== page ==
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This would have been very disturbing anyway but then Pet's eye popped out and started rolling along the bottom of the boat. Great. Maybe she would be so fortunate as to have a kraken surface nearby and pluck her off the ship with one of its tentacles and kindly drown her. Petra Sleptova in Land, Ho!
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Raise Your Spirits
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8th February, 1890 — Some Tea Party, Bartonburg
@Allegra Clearwater
A neighbour had invited half of Bartonburg, it seemed, but their glass-domed conservatory at the back of their house did not feel fit to bursting; the work of a clever extension charm, Elias presumed. He had joined them for tea and cakes obligingly enough, although now he was here and had mingled with everyone he was supposed to, milling around here felt like a grand old waste of an afternoon.

Bright sunlight was streaming through the glass windows and ceiling, almost impossibly bright for Scotland at this time of year - had they added some meteorological spells to make it feel more like the height of spring already, some attempt to banish the winter blues? - but, illusion or otherwise, Elias was itching to be out of there, and go for a fly if it were that nice outdoors. Something to wash down that slice of sponge cake, and then he’d be off, he promised himself, wandering over to the refreshment table. Amongst the glasses of gillywater and pumpkin juice was a pitcher of some drink he didn’t recognise, an inviting yellow in colour, and curiously sweet-smelling too. 

Couldn’t hurt, he supposed. He reached for the pitcher and glass, realising a fraction too late that he’d cut off a young lady who’d been hovering nearby. “Sorry!” Elias exclaimed, pushing the first glass towards her in apology and filling a second cup for himself instead. “Please, after you.”


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Delilah nuzzled into the space between neck and shoulder as Allegra took in the glass-domed conservatory. It was, the healer thought, very well-appointed, and the charmwork that had been done to ensure the guests would be comfortable was tidy and not at all intrusive. This, she thought, was a far cry from the teas her mother often tried to drag her to—instead of some equally busy body with an eligible son or twelve, the Clearwaters' companions here seemed to be much of the neighbourhood, making it far easier for Allegra to remain relatively anonymous and feel far more at home.

Even though the event was ostensibly a tea party, there were a number of other beverages available as well. Allegra herself had been making free with the gillywater, finding it to be both refreshing and unobtrusive—not to mention a deal more portable than a hot beverage might have been (seats were scarce, it seemed; the majority of the guests were on their feet as they might be at a ball).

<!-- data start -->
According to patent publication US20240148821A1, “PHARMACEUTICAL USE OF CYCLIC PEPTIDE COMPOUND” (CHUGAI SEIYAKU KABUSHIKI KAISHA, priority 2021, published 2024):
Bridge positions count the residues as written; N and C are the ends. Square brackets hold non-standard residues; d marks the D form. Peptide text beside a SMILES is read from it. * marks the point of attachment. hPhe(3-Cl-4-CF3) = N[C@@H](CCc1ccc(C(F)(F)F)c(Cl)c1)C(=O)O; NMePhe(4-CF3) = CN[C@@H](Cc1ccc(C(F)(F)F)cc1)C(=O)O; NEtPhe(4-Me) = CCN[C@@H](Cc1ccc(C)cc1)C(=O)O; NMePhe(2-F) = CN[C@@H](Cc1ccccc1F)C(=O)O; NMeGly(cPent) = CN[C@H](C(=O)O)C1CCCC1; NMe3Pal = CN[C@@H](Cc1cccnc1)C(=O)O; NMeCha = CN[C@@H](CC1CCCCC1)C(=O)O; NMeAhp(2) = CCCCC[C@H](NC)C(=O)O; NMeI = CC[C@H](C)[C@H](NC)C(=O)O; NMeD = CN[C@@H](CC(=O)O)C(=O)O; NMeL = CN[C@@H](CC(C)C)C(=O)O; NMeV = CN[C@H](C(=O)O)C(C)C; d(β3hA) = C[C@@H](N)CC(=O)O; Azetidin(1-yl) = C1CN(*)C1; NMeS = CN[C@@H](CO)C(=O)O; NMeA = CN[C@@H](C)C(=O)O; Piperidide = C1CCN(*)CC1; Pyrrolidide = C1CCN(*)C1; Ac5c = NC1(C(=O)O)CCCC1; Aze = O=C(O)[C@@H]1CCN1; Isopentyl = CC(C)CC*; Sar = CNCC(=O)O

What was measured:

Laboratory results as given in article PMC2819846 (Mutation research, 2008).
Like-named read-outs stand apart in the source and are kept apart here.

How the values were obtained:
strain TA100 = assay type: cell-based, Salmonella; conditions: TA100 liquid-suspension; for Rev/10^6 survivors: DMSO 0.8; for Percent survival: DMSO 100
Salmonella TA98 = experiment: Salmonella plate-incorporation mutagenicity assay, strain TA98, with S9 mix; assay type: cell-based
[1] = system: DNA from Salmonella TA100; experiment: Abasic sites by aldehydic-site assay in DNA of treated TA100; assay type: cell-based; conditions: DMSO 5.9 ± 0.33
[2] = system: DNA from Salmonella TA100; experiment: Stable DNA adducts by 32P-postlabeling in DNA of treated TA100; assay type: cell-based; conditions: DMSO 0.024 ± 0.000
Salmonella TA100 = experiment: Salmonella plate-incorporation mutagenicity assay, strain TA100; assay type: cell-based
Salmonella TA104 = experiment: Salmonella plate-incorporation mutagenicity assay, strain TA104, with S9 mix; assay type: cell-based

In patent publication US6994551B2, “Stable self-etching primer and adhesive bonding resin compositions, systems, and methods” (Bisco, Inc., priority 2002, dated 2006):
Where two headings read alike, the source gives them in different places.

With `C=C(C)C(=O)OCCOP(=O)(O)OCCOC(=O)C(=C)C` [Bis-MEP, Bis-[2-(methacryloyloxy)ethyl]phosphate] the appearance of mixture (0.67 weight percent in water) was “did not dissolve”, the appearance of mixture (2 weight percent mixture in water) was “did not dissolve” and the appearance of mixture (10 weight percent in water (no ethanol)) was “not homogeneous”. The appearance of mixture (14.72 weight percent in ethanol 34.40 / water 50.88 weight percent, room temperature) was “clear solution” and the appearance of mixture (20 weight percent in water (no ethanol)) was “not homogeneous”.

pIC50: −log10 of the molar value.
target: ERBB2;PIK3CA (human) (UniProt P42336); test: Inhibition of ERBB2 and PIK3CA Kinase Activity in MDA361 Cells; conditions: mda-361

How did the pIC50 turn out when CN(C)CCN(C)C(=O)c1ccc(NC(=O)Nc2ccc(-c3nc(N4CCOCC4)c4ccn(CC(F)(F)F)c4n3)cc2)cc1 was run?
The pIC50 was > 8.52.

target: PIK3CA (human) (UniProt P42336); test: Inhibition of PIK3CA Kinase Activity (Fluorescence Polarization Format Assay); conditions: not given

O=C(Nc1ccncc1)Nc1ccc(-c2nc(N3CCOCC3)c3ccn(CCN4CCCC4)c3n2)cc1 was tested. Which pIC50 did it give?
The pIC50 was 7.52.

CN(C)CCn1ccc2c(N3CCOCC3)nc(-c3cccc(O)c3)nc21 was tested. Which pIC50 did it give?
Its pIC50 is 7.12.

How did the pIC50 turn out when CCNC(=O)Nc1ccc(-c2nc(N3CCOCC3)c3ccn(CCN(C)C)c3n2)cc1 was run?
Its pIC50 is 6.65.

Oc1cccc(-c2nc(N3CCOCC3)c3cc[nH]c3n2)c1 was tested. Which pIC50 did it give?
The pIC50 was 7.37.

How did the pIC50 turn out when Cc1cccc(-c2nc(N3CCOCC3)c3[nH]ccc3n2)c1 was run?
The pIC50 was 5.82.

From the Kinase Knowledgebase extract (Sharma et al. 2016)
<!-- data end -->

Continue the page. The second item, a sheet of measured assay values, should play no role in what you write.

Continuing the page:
Finding her glass empty, the witch returned to the nearest refreshments table, though her progress was hindered by a gentleman Allegra concluded must have been eager indeed to fetch a beverage. Swiftly, though, he seemed to take note of her presence (and his own error), offering her an apology and the glass he had just fetched for himself.

Gillywater it was not, but she thought it might come across as impolite (at best; spiteful at worst) to decline, and so she accepted the sunshine-yellow nectar with a kind smile.

"Honestly, it's little trouble," she reassured the wizard. Perfunctorily, she raised the glass in a small salute before taking a sip of the beverage, which felt strangely like a bright summer's day as it rolled down her throat. Allegra smiled again to punctuate her reassurance, more brightly this time.
— @Elias Grimstone



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“I apologise nevertheless,” Elias insisted, though he was relieved she had not (outwardly) taken his pushing-in as sheer rudeness. Neglecting to notice things was perhaps too deeply ingrained a flaw to overcome, though he suspected he should try a little harder, at least at occasions of a social nature.

Just in case, he mimicked her little toast while taking brief stock of her, lest she was someone he was already acquainted with, and had simply forgotten. But no, he did not know altogether too many young ladies, even in Bartonburg, so he was safe, he thought, from offending further.

Keen as he had been to slake his thirst, he did lift his own glass to his mouth with just a touch of gingerness, curiosity getting the better of him in the end. Besides, others in the room had washed down their tea and cake with it already, and seemed to be enjoying themselves; and this young lady’s smile had the same reassuring effect. He took a draught, and beamed back.

“Lemonade, that is not,” Elias added aloud, surprised but not at all hostile to this drink’s sweet flavour that didn’t taste of any citrus fruit he’d expected. “Have you ever had this before?” It must also be stronger than any of the teas that had been offered, because there was something instantly refreshing about it, so much so that Elias had quite forgotten his previous urge to leave the party.

Maybe it was the dash of peppermint, somehow?




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